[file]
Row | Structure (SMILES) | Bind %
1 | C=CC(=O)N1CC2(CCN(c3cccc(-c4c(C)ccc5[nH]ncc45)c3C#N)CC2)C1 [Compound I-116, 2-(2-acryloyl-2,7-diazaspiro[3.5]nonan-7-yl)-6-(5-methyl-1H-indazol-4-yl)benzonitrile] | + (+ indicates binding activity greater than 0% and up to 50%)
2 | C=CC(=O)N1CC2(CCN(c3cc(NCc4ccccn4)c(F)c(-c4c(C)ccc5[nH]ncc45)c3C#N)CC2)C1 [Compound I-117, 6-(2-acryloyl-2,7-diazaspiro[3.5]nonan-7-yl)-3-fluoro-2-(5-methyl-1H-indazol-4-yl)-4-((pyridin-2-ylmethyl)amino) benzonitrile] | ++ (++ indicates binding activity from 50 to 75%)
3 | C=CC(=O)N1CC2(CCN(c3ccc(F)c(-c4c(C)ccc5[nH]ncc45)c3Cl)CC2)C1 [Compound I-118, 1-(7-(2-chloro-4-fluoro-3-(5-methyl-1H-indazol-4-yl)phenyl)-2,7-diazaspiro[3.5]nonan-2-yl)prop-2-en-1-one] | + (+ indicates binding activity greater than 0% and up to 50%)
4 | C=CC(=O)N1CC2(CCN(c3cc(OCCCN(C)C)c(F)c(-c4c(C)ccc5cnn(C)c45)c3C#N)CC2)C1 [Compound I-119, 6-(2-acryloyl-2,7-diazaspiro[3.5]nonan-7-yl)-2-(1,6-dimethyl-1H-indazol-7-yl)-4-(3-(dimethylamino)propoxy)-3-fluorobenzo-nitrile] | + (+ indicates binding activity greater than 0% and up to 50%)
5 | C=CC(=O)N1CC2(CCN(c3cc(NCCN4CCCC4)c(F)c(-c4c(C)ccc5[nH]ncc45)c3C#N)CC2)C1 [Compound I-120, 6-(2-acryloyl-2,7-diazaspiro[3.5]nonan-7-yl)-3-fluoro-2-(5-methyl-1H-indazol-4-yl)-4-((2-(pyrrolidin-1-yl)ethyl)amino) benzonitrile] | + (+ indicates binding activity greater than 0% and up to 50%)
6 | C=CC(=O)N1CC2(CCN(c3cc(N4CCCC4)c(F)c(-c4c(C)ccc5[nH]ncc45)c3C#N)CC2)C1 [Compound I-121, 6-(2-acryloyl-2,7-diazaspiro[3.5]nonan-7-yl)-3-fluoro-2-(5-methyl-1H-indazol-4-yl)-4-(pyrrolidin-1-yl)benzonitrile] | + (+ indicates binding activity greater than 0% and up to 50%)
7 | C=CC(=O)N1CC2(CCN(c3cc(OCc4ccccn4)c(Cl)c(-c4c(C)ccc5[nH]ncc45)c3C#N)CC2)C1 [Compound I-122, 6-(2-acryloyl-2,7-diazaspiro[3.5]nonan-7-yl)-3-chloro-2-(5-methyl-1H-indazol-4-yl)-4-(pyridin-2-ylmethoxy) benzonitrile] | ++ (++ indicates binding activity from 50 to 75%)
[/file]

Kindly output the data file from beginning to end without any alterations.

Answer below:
Row | Structure (SMILES) | Bind %
1 | C=CC(=O)N1CC2(CCN(c3cccc(-c4c(C)ccc5[nH]ncc45)c3C#N)CC2)C1 [Compound I-116, 2-(2-acryloyl-2,7-diazaspiro[3.5]nonan-7-yl)-6-(5-methyl-1H-indazol-4-yl)benzonitrile] | + (+ indicates binding activity greater than 0% and up to 50%)
2 | C=CC(=O)N1CC2(CCN(c3cc(NCc4ccccn4)c(F)c(-c4c(C)ccc5[nH]ncc45)c3C#N)CC2)C1 [Compound I-117, 6-(2-acryloyl-2,7-diazaspiro[3.5]nonan-7-yl)-3-fluoro-2-(5-methyl-1H-indazol-4-yl)-4-((pyridin-2-ylmethyl)amino) benzonitrile] | ++ (++ indicates binding activity from 50 to 75%)
3 | C=CC(=O)N1CC2(CCN(c3ccc(F)c(-c4c(C)ccc5[nH]ncc45)c3Cl)CC2)C1 [Compound I-118, 1-(7-(2-chloro-4-fluoro-3-(5-methyl-1H-indazol-4-yl)phenyl)-2,7-diazaspiro[3.5]nonan-2-yl)prop-2-en-1-one] | + (+ indicates binding activity greater than 0% and up to 50%)
4 | C=CC(=O)N1CC2(CCN(c3cc(OCCCN(C)C)c(F)c(-c4c(C)ccc5cnn(C)c45)c3C#N)CC2)C1 [Compound I-119, 6-(2-acryloyl-2,7-diazaspiro[3.5]nonan-7-yl)-2-(1,6-dimethyl-1H-indazol-7-yl)-4-(3-(dimethylamino)propoxy)-3-fluorobenzo-nitrile] | + (+ indicates binding activity greater than 0% and up to 50%)
5 | C=CC(=O)N1CC2(CCN(c3cc(NCCN4CCCC4)c(F)c(-c4c(C)ccc5[nH]ncc45)c3C#N)CC2)C1 [Compound I-120, 6-(2-acryloyl-2,7-diazaspiro[3.5]nonan-7-yl)-3-fluoro-2-(5-methyl-1H-indazol-4-yl)-4-((2-(pyrrolidin-1-yl)ethyl)amino) benzonitrile] | + (+ indicates binding activity greater than 0% and up to 50%)
6 | C=CC(=O)N1CC2(CCN(c3cc(N4CCCC4)c(F)c(-c4c(C)ccc5[nH]ncc45)c3C#N)CC2)C1 [Compound I-121, 6-(2-acryloyl-2,7-diazaspiro[3.5]nonan-7-yl)-3-fluoro-2-(5-methyl-1H-indazol-4-yl)-4-(pyrrolidin-1-yl)benzonitrile] | + (+ indicates binding activity greater than 0% and up to 50%)
7 | C=CC(=O)N1CC2(CCN(c3cc(OCc4ccccn4)c(Cl)c(-c4c(C)ccc5[nH]ncc45)c3C#N)CC2)C1 [Compound I-122, 6-(2-acryloyl-2,7-diazaspiro[3.5]nonan-7-yl)-3-chloro-2-(5-methyl-1H-indazol-4-yl)-4-(pyridin-2-ylmethoxy) benzonitrile] | ++ (++ indicates binding activity from 50 to 75%)